LIVINGSTON, NJ — Despite the district’s last-minute decision to start the 2020-2021 academic year with fully remote instruction, Livingston Public Schools (LPS) had a reportedly successful first two weeks of school and will welcome back its youngest learners on Monday as the district slowly transitions into a hybrid learning model.
“Although it was an unusual first day of school, I know that our teachers loved seeing our students and the students enjoyed meeting their teachers virtually before the first day of school,” said Superintendent Dr. Matthew Block. “We had some in person events and orientations out in those tents, [and] I just really want to give a thank you to our administrators our teachers and everybody who worked so hard to get us to [the first day]."
In the week leading up to the first day of school, LPS staff participated in professional development (PD) days that included training on “how to strategically use their devices to engage the kids on every level,” according to Block.
Other PD workshops were based on feedback from remote instruction presented in the spring about the need for better coordination between the teachers.
Despite the significant obstacles that staffing issues have created for returning to in-person instruction—particularly on the secondary level—Block recently announced that students in Pre-K through second grade will resume onsite schooling on Sept. 21 with the hybrid model as presented earlier this summer. Special education students who are in the self-contained classes will also transition to a hybrid model on that date.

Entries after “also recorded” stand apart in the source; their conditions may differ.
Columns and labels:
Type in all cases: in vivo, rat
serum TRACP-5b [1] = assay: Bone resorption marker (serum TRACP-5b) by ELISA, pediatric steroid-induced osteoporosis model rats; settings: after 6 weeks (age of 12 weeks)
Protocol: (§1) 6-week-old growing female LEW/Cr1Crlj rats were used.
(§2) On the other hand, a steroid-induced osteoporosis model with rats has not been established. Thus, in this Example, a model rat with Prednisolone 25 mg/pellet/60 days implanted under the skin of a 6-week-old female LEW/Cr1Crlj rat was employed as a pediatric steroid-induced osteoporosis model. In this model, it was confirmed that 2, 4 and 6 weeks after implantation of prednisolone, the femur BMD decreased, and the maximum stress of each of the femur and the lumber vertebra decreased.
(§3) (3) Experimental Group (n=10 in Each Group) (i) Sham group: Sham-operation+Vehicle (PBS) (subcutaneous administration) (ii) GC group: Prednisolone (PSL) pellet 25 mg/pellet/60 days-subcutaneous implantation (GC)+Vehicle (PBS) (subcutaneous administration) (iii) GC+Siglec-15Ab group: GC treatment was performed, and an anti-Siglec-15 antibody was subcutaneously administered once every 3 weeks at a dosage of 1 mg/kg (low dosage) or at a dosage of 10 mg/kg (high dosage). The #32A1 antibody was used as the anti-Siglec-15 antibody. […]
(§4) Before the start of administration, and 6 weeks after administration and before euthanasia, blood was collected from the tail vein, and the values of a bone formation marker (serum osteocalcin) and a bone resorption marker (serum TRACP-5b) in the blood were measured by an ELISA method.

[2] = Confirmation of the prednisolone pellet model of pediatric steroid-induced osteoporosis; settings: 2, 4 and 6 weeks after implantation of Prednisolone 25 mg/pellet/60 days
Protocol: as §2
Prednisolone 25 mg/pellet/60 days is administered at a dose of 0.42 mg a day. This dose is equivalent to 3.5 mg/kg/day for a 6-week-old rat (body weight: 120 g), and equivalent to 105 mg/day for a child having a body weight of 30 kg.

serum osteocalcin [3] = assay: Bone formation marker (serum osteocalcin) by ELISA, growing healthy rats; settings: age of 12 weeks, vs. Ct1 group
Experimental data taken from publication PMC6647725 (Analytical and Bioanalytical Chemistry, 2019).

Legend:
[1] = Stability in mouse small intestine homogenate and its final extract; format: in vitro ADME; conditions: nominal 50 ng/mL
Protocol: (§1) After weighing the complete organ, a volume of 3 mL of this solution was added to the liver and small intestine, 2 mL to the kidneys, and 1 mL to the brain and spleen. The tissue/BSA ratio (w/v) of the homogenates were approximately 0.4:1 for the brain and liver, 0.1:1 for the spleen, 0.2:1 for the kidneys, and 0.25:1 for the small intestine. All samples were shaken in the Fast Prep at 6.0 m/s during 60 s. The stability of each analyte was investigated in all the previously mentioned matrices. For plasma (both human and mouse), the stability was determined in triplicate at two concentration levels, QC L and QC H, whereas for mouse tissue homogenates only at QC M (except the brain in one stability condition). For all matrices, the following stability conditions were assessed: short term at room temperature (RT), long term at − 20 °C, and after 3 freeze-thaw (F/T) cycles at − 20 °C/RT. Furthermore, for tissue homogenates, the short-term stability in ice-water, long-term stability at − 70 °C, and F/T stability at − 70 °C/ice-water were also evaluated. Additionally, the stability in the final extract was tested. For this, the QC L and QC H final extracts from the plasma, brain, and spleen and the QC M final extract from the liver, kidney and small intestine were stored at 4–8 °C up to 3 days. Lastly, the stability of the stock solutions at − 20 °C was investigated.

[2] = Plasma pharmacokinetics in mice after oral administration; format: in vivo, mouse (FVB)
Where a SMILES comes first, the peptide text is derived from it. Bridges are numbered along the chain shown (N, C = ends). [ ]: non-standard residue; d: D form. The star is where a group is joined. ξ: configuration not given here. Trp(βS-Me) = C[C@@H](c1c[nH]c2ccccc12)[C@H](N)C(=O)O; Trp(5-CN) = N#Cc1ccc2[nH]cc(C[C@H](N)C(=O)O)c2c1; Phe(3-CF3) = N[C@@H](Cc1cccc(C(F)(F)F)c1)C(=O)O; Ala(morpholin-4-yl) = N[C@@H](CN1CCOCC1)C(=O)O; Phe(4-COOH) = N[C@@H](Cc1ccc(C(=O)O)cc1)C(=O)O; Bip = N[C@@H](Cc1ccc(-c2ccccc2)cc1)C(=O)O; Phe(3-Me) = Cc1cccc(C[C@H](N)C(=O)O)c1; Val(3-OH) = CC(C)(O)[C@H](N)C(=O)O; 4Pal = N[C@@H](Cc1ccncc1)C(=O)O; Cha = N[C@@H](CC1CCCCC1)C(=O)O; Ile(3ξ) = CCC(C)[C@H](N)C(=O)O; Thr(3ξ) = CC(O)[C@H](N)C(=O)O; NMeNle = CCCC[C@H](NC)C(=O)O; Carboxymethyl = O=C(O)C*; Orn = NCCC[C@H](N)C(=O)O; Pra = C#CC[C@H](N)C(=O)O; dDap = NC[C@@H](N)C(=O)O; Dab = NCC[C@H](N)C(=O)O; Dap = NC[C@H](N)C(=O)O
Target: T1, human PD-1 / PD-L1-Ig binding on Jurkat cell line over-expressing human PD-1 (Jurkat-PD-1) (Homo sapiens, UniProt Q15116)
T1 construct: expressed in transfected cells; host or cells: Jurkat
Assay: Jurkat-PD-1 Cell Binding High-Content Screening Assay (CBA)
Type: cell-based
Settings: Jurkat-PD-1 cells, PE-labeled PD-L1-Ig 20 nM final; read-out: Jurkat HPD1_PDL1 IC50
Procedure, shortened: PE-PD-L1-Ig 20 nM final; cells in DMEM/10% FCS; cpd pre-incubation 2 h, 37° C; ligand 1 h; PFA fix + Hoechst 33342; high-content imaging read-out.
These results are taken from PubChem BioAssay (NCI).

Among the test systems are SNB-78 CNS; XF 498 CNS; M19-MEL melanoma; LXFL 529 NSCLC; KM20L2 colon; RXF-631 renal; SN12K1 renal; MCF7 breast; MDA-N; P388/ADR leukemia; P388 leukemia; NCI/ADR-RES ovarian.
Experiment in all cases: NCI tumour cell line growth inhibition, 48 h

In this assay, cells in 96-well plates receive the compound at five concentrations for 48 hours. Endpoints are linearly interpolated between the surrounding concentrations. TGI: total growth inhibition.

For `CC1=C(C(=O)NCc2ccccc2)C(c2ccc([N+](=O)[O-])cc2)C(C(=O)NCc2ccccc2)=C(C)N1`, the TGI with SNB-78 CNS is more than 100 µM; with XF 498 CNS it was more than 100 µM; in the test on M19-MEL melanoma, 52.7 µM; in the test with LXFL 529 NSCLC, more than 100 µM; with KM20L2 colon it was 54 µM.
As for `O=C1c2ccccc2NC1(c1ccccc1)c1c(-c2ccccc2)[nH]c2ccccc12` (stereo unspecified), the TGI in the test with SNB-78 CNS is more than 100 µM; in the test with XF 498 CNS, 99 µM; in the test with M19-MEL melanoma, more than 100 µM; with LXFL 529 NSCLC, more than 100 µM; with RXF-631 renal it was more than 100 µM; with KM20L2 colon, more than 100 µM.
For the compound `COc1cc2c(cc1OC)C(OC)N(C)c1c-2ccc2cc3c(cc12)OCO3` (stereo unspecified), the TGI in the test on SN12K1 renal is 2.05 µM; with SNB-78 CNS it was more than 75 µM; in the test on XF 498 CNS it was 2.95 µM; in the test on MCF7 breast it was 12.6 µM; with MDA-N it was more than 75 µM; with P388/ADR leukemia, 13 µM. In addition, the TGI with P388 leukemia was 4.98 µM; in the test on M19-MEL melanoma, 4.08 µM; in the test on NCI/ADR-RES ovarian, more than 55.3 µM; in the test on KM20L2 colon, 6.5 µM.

“Although we did remote learning in the spring, this is a whole new paradigm," said Block. "Starting the school year is very different than going to remote learning in March, and our teachers are determined to provide the best for our students, and we're looking forward to a good year.”
Offering his thoughts on the early days of remote learning from a student’s perspective, Livingston High School senior Aditya Desai, who also serves as the student representative to the Livingston Board of Education, said he felt that LPS had an “overall fluid start to the school year.”
“The administration has worked hard and hands-on with teachers and faculty to provide a plethora of access to remote resources, all the while making headway towards resuming in person learning when feasible,” he said. “For me, a highlight was just the element of being able to reconnect with peers—albeit virtually. Of course, it would’ve been better if the administration could’ve implemented an in-person meet day for classes in a socially distanced setting.”
Although many of the younger grades were able to meet their teachers, the same has yet to occur for high school. Desai applauded the district’s effort to bring back the younger students first, but added that any “face-to-face connection” for the older students “would be a huge relief in mitigating some of the mental/emotional burnout that a lot of students are facing.”
In terms of academic issues with the remote learning model, Desai said there have been “few, if any, new ones” over the first few days of the school year.
“Most standout issues—ranging from too much screen time to a lack of academic integrity—are largely still the same as the spring,” he said.
As the student representative to the board, Desai experienced the conversations about reopening first-hand and was able to provide input throughout the summer. To read about his perspective on reopening, CLICK HERE.
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